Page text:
Gamer Geeks, this is not a game for you. Yes, you can create any type of game around it, but the game play itself does not allow for meaningful strategy and tactics. The games that use the cubes are all about storytelling and nothing more. The cubes are, after all, just meant to generate ideas. The creative and cooperative element will appeal to most Gamer elitists, but this is not a game you’ll see on your gaming table anytime soon as there really is no “game”. Roll the cubes, create a story. That’s it. From a Gamer’s perspective, this is just not enough to make it a worthwhile venture with a group of hardcore players.
Parent Geeks, this is a fantastic game that promotes vocabulary growth and creativity. The cubes can be used in many different ways allowing you to play the game with your little geeks to help them learn new vocabulary words. Later, you can use the cubes with your older geeks when you want a fun and creative family experience around the table. Being highly portable (the entire game comes in a very small box), you can take it with you on trips or pull out the game the next time you are waiting with your little geeks at the doctor’s office, at a restaurant table, or anytime you want to be creative and entertained. Educators should be very pleased with this game as it can provide many fun activities in the classroom while promoting vocabulary, speech, and creative writing.
Child Geeks, this is a wonderful game that will allow you to be as creative as you want and tell amazing stories about far off and imaginative places or as close as your backyard. There is no wrong way to play the games and you’ll be crafting tales that will make all the players want to chip in! Tell stories about robots and dragons or spaceships and swords! Mix and match your favorite TV shows into your stories with your favorite characters in the books you read. There are simply no limits.
Rory’s Story Cubes provides the players an opportunity to create a story and that’s where it stops. The majority of the responsibility to provide the fun and game rules is placed on the shoulders of the individuals playing the game. Play the game with individuals who choose not to be creative or get into the spirit of the game, and your experience will most likely be less than satisfactory. This can be said, to a point, for all games as the individuals you play with help determine your overall game play experience. Since Rory’s Story Cubes is a game that requires a great deal of social interaction, not having any will cause the game to fall flat on its face.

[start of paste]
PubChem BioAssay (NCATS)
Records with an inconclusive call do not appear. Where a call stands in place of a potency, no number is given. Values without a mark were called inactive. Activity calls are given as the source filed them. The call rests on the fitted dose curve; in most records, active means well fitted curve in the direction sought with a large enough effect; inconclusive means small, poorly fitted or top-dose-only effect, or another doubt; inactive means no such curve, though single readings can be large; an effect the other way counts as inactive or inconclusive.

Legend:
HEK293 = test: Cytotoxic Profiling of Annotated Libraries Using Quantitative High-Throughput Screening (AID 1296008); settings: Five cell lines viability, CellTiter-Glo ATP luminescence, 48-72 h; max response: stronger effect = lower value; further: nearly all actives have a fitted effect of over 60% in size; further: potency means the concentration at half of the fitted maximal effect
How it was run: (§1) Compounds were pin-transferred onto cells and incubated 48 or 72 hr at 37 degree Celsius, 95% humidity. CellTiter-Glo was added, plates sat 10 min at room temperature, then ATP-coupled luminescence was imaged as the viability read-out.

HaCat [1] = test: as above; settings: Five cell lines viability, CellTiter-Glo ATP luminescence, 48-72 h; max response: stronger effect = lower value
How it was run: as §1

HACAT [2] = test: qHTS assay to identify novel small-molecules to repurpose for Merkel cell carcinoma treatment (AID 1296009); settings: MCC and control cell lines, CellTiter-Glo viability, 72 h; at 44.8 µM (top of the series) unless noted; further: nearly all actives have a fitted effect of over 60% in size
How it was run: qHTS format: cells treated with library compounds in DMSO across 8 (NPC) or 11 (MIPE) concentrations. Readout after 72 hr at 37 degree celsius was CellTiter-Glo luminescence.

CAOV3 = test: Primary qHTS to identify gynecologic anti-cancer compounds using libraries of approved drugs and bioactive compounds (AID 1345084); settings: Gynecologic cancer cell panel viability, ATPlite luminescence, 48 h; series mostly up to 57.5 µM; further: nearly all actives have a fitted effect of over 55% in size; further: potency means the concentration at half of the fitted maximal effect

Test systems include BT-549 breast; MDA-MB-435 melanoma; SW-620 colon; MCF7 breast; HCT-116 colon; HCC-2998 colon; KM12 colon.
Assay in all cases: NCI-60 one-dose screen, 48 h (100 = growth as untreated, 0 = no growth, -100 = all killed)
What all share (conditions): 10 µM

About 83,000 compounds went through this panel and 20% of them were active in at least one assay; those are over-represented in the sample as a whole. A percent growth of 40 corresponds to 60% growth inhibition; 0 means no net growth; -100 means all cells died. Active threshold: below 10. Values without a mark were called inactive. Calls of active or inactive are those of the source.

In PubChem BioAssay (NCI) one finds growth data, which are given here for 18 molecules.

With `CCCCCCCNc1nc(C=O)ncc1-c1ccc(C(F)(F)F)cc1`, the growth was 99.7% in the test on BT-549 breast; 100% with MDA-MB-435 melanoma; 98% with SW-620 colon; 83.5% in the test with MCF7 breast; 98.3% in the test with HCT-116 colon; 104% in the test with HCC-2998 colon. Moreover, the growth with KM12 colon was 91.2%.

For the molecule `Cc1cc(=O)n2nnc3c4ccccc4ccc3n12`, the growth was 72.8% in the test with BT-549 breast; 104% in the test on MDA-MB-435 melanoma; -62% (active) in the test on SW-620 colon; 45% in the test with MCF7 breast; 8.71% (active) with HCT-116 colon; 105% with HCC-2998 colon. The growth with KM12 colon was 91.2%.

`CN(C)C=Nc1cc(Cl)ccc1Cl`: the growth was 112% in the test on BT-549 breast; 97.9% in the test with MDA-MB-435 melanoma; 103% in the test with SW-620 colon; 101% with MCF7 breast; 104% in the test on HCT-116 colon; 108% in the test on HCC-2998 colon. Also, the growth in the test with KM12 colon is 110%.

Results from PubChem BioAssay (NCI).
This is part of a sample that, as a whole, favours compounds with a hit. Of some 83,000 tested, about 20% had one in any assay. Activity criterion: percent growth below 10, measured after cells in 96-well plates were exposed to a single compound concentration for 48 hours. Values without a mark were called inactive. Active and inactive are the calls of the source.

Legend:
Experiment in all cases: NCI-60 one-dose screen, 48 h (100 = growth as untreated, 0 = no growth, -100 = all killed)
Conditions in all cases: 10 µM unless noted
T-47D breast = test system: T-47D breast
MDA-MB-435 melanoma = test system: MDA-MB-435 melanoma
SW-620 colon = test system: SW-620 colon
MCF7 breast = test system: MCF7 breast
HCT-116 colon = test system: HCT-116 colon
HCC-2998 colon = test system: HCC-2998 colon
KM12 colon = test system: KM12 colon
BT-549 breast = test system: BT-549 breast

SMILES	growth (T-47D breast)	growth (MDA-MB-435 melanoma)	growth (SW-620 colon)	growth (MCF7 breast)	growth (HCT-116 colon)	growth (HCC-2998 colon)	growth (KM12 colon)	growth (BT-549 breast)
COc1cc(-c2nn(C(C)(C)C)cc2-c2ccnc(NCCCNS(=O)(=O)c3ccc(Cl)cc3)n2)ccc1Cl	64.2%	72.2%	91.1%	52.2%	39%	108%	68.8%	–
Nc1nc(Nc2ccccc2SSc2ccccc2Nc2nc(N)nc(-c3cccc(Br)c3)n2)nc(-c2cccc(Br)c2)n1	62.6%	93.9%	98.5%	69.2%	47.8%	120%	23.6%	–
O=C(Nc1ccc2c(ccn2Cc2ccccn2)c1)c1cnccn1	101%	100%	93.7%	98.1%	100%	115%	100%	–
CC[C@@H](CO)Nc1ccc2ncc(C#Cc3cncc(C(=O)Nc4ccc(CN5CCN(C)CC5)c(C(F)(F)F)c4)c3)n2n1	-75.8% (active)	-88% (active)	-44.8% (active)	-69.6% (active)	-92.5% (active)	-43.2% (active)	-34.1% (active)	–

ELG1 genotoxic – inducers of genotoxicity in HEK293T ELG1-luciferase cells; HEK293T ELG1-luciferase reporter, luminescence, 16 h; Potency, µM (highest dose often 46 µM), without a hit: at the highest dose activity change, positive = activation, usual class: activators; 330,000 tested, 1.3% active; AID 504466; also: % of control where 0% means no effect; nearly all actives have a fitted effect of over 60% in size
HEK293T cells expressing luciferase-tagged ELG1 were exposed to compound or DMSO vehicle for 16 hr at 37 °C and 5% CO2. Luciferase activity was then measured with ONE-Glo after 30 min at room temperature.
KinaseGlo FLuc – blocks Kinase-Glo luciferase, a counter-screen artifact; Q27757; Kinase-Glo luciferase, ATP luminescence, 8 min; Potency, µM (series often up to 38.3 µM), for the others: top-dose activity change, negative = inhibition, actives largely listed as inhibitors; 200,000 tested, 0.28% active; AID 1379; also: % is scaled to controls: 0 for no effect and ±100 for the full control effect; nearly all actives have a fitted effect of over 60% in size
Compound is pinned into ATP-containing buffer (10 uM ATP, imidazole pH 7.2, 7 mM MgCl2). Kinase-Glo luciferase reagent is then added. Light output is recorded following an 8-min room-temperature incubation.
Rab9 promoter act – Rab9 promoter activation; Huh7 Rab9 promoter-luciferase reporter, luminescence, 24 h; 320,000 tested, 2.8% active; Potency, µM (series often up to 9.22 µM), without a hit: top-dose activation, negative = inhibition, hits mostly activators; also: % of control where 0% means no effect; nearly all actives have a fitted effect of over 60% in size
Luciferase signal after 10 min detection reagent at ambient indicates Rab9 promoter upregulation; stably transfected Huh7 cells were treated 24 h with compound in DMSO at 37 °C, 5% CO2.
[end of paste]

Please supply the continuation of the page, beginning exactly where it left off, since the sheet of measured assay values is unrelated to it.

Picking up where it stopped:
Do not let this scare you off, however, as Rory’s Story Cubes does offer the truly creative and social individuals a wonderful time. Sharing in a story is not only great with your kids, but also your friends and everyone in your family. Through the story you get to learn something about everyone at the table. For example, I had no idea that my oldest son knew the word “fluorescent”. Turns out he read a book about fish deep in the ocean where the word was introduced.
My family and friends whom I have played the game with have enjoyed the experience immensely. It works best with groups but can also be played solo. If you want to play it alone, try rolling the cubes and then write a story using all the images. As a group experience, everyone can play, from the little geeks to big geek game elitists who begrudgingly admit they had a good time playing the game.
Fun and creative, Rory’s Story Cubes is an excellent addition to your growing family’s game library. A useful tool for when your little geeks are learning words and a simple game to play and share around the table when they get older. The game will never go out of style and will also provide something new each time it is played, providing unlimited replay and learning experiences. For being a game comprised of no more than 9 cubes, it really packs a lot of fun.